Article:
Equity trading desks are slapping targets for stocks

Equity trading desks are slapping targets for stocks

We apologize, but this video didn't load.

Click here to see other videos from our team. Try refreshing your browser, or it was a sea of red for equity trading desks around the world, with the rout in the S&P 500 pushing the gauge within a striking distance of its June bottom, which is less than 1 per cent below current levels. The lack of full-blown capitulation may be a sign that the carnage isn't over yet. Big firms like Goldman Sachs Group Inc. are slapping their targets for stocks, warning that a dramatic upward shift in the outlook for rates will affect valuations.

Canada's main stock index plunged Friday, with losses led by energy stocks. The Toronto Stock Exchange's S&P TSX composite index was down by 512 points to 18,490. The Dow was down 60.56 points, the S&P 500 down 60.56 points and the Nasdaq was down 207 points. Treasuries reversed a slide that had earlier sent 10 year yields above 3.8 per cent as the risk-off sentiment took hold. The dollar hit a new record, sweeping aside other currencies. The euro slid to its lowest point in 37 years while the pound fell to its lowest since 2002. The growing gap between interest rates in the U.S. and elsewhere is a concern for traders.

Kenny Polcari, chief strategist at SlateStone Wealth said traders and investors are going to throw in the towel this week in what feels like a sky is falling type of event. When everyone stops saying they think a recession is coming and accepts that it is already here, the psyche will change. David Rosenberg, founder of his namesake research firm, said that the greenback's strength has been unrelenting and will cause a significant drag on corporate earnings. Since the 2008 financial crisis, investors are flocking to cash and shunning almost every other asset class, according to Bank of America Corp. Investor sentiment is unquestionably the worst it has been since the crisis, with losses in government bonds the highest since 1920, according to strategists led by Michael Hartnett.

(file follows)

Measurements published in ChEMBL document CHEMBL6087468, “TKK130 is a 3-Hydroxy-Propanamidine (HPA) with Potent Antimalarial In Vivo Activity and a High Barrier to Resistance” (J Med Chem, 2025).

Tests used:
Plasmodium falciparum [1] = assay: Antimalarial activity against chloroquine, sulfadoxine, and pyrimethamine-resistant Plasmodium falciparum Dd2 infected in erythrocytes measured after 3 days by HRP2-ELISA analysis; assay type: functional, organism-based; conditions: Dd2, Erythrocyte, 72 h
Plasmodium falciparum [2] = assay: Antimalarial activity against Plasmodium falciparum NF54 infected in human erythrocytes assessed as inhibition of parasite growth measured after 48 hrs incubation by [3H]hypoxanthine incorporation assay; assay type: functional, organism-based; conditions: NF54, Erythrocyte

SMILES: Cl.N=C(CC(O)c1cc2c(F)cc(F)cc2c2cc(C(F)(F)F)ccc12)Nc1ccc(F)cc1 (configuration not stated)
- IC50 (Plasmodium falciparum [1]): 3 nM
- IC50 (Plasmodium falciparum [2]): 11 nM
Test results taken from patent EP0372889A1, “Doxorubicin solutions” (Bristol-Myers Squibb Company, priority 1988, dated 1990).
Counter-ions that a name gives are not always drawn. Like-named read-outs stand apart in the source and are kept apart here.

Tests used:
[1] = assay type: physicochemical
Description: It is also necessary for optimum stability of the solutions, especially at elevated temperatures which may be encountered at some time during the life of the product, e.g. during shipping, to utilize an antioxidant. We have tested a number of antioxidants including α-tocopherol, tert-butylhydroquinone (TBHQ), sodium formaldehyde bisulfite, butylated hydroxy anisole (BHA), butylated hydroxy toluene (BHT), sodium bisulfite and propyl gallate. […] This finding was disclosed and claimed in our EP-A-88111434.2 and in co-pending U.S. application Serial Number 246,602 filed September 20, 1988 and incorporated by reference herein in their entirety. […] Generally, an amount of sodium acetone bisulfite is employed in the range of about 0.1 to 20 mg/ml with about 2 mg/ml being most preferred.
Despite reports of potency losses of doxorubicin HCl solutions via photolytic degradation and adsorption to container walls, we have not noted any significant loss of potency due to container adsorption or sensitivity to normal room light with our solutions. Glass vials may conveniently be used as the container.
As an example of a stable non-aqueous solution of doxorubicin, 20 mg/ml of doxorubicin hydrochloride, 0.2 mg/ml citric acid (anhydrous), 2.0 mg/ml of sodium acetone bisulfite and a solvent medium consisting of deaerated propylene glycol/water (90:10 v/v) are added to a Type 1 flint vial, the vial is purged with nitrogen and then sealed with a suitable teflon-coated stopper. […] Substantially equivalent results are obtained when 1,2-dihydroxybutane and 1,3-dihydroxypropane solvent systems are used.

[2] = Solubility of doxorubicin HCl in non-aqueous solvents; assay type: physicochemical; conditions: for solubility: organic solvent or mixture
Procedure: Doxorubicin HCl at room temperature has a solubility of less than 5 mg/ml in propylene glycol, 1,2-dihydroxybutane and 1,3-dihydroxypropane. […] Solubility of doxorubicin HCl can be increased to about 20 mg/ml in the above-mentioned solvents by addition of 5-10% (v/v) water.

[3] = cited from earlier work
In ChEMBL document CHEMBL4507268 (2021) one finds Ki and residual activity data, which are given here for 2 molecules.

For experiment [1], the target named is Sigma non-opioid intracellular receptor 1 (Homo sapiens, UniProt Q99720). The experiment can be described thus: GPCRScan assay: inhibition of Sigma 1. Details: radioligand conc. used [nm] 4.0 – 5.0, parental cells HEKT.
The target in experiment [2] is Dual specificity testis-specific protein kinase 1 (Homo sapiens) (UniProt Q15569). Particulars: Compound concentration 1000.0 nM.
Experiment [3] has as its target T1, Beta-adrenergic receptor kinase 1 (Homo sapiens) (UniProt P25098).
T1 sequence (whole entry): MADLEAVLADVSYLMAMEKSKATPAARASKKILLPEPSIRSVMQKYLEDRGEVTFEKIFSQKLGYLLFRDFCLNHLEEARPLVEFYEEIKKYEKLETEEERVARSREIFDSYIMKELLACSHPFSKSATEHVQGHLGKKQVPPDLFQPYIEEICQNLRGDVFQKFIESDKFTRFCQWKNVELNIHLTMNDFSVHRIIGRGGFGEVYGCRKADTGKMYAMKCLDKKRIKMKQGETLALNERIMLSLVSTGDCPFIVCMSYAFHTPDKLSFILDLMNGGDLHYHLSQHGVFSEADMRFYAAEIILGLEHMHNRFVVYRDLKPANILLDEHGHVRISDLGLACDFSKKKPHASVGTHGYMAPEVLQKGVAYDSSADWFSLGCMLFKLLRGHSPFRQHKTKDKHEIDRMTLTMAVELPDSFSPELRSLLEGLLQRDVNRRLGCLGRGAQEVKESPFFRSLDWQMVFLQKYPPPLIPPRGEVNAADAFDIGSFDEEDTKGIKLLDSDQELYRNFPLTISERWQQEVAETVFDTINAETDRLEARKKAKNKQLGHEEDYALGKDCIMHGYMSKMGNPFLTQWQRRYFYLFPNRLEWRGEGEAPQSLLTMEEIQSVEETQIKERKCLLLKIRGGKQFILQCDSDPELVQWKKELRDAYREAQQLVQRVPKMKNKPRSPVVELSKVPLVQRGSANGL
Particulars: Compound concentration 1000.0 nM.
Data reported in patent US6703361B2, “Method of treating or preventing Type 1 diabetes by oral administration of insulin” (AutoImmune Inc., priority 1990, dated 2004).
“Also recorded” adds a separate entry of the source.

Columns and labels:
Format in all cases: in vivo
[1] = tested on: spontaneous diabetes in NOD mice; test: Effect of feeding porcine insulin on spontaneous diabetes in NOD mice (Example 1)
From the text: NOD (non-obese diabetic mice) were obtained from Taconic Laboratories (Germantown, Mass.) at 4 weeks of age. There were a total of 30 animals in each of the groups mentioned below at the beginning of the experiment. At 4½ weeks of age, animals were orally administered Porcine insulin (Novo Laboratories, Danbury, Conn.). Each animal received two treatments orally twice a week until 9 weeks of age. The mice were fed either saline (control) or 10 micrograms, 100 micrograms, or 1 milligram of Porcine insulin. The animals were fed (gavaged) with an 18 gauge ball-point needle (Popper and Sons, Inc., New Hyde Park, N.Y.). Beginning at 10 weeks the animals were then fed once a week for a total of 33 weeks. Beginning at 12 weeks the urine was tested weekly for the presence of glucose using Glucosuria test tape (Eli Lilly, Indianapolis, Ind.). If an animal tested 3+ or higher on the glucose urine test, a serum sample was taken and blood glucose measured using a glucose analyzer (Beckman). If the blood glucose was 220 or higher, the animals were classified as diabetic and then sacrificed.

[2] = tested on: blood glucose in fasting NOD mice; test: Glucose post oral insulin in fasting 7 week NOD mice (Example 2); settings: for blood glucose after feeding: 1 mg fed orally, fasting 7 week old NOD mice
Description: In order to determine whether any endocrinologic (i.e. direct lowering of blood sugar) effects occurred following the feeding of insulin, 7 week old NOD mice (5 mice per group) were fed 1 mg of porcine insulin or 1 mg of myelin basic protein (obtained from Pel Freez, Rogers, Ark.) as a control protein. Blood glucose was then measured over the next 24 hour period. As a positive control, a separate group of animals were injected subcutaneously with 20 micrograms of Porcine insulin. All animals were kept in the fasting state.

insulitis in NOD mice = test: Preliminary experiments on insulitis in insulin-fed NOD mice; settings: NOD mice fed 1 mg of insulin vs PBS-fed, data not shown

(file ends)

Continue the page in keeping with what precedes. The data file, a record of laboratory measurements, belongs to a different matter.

Gloomy sentiment is often considered a contrarian indicator for the U.S. stock market, under the belief that extreme pessimism may signal brighter times ahead. Equity losses may accelerate even further from here before the current bear market ends, according to Ned Davis Research.

Since 2009 and early 2010, equities are the least attractive relative to corporate bonds and Treasuries, according to different iterations of the so-called Fed model, which compares bond yields to stock earnings yields. This signal is getting attention from investors who are familiar with the idea of looking to other markets for similar or better returns. Gina Martin Adams said the S&P 500 s breakdown since the August peaks solidifies the downward trend since the bull market apex in early January. She wrote in a note, The breakdown below 3,900 support leaves little for the index to grasp at on its way to testing the June lows.